Seclusion refers to confining a student “alone in a room or area from which the student is prevented or reasonably believes he or she will be prevented from leaving,” according to the state definition. This does not include a “time-out” situation where a student is not left alone and is under adult supervision, according to the state rules.
The issue came to light as the district’s administration was in transition. Superintendent Mike Leichliter started in his position last July 1. Leichliter moved to Vermont from Lancaster, Pennsylvania, where he worked as a superintendent in a system that bans the practices entirely. Vermont is among a minority of states that still allows the tactics to be used with children as young as preschoolers.
When the current school year opened last August, Harwood staff and contractors who work as support staff for special education were prohibited from using the restraining techniques and from using closed rooms for seclusion.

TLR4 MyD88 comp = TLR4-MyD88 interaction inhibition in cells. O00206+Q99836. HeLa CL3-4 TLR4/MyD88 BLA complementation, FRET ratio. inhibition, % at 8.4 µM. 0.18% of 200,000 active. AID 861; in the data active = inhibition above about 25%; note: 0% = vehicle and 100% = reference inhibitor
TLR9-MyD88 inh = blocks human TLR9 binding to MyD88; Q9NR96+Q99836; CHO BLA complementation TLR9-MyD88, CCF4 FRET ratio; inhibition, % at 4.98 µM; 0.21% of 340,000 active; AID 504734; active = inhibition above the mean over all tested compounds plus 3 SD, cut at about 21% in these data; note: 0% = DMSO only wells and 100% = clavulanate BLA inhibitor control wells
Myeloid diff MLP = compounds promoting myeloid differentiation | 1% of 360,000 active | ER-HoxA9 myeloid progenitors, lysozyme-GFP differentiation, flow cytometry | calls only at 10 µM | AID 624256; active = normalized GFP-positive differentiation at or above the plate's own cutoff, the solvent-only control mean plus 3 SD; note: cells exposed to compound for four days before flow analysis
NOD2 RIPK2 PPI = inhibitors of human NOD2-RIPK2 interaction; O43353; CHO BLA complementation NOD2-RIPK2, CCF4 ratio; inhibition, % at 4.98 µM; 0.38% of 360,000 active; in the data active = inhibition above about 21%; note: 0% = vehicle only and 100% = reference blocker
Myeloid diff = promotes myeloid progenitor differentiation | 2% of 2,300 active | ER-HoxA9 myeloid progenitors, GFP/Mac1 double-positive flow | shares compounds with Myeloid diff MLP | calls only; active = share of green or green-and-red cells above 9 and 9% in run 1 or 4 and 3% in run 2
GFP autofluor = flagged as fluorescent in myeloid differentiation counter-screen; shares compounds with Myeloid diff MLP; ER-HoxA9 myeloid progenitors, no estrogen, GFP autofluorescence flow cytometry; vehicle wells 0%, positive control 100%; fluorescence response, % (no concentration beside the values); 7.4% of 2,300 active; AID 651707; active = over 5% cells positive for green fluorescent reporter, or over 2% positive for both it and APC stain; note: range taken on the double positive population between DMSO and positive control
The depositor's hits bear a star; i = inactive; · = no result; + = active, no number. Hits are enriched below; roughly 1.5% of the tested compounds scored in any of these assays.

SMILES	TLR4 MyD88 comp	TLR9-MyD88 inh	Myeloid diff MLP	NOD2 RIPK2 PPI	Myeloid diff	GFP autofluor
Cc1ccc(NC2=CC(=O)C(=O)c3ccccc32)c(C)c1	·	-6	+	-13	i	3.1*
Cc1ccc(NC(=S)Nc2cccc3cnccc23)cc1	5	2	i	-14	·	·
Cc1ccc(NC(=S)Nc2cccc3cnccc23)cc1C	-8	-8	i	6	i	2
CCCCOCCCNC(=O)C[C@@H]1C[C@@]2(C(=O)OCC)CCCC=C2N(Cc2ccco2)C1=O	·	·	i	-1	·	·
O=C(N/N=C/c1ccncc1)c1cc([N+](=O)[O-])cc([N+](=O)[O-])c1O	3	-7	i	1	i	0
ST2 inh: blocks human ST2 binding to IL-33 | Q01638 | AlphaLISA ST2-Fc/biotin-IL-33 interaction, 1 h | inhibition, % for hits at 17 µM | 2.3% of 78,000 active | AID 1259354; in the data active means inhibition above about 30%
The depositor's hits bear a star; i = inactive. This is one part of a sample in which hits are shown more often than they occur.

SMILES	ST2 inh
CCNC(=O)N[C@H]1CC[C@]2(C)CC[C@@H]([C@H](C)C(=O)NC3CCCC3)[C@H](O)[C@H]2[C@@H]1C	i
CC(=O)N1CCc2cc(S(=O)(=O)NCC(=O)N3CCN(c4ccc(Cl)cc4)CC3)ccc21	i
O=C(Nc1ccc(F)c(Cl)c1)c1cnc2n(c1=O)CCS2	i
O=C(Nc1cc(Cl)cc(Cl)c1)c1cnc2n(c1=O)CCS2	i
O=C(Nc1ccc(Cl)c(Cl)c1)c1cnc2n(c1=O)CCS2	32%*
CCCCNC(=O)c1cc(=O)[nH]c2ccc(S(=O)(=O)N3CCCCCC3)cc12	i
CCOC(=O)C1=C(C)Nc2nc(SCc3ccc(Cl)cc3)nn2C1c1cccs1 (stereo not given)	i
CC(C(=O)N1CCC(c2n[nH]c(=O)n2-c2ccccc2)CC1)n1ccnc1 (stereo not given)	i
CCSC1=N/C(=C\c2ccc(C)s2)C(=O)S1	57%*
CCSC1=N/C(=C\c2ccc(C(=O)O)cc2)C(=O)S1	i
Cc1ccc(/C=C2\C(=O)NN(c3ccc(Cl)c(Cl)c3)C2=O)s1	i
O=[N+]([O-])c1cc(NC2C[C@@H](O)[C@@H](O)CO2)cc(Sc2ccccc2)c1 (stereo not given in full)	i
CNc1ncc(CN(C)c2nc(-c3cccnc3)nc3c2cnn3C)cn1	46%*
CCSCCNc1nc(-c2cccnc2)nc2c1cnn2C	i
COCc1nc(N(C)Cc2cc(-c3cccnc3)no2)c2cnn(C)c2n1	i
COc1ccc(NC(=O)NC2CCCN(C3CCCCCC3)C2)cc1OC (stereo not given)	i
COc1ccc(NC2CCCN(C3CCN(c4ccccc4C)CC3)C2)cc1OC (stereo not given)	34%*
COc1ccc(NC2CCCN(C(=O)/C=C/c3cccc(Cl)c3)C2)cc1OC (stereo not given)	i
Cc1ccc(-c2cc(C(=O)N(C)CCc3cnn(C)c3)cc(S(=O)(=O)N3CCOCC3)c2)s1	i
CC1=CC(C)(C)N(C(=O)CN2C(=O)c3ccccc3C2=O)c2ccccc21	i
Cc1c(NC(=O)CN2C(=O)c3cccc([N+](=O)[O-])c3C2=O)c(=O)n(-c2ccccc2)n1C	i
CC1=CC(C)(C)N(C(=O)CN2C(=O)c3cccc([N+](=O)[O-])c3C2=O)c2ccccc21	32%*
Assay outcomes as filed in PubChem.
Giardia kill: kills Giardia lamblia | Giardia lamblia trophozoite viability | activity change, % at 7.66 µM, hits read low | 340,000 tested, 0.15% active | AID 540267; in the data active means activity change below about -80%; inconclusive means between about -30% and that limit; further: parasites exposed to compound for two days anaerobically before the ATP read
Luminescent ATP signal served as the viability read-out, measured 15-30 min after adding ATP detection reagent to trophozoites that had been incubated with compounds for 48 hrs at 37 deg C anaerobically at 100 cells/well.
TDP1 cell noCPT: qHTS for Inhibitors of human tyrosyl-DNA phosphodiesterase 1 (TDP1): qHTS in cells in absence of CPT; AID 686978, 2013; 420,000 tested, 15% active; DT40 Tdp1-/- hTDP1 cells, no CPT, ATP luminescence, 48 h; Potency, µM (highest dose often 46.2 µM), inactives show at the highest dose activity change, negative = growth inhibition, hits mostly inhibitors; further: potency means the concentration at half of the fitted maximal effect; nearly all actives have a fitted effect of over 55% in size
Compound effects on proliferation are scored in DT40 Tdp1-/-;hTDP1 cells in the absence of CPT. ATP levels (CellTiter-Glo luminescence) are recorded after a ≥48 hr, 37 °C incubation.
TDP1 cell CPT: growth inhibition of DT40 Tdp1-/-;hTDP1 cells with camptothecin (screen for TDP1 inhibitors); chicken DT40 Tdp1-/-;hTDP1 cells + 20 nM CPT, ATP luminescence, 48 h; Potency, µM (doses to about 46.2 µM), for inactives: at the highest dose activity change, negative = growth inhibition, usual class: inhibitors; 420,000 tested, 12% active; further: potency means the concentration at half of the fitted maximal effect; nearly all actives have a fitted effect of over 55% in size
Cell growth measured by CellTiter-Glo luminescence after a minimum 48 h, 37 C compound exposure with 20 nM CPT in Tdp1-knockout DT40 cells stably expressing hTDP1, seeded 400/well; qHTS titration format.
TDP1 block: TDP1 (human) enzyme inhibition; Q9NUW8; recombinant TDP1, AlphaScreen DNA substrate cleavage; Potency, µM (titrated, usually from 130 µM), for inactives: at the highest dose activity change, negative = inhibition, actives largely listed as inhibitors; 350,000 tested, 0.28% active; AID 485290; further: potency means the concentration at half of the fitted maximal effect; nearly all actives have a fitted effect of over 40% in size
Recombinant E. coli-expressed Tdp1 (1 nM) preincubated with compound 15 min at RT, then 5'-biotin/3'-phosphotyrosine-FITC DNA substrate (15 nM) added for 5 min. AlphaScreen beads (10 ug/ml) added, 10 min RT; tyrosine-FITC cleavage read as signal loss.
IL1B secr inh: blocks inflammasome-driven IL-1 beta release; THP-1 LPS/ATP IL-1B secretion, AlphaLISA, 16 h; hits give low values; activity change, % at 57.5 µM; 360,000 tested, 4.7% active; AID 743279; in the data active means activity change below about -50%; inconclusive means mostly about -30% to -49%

Administrators on Wednesday shared statistics with the board, saying that there have been 39 incidences of restraint — none using prone or supine methods — so far this year compared with 129 by this time last school year. Five restraints in the 2021-22 school year were prone restraints, Leichliter added.
Also this year, there have been no seclusions compared with 30 last year, officials said.
School administrators this year have worked on modifying district protocols, adding in new trainings, and a school board committee began drafting a new policy to address the issue.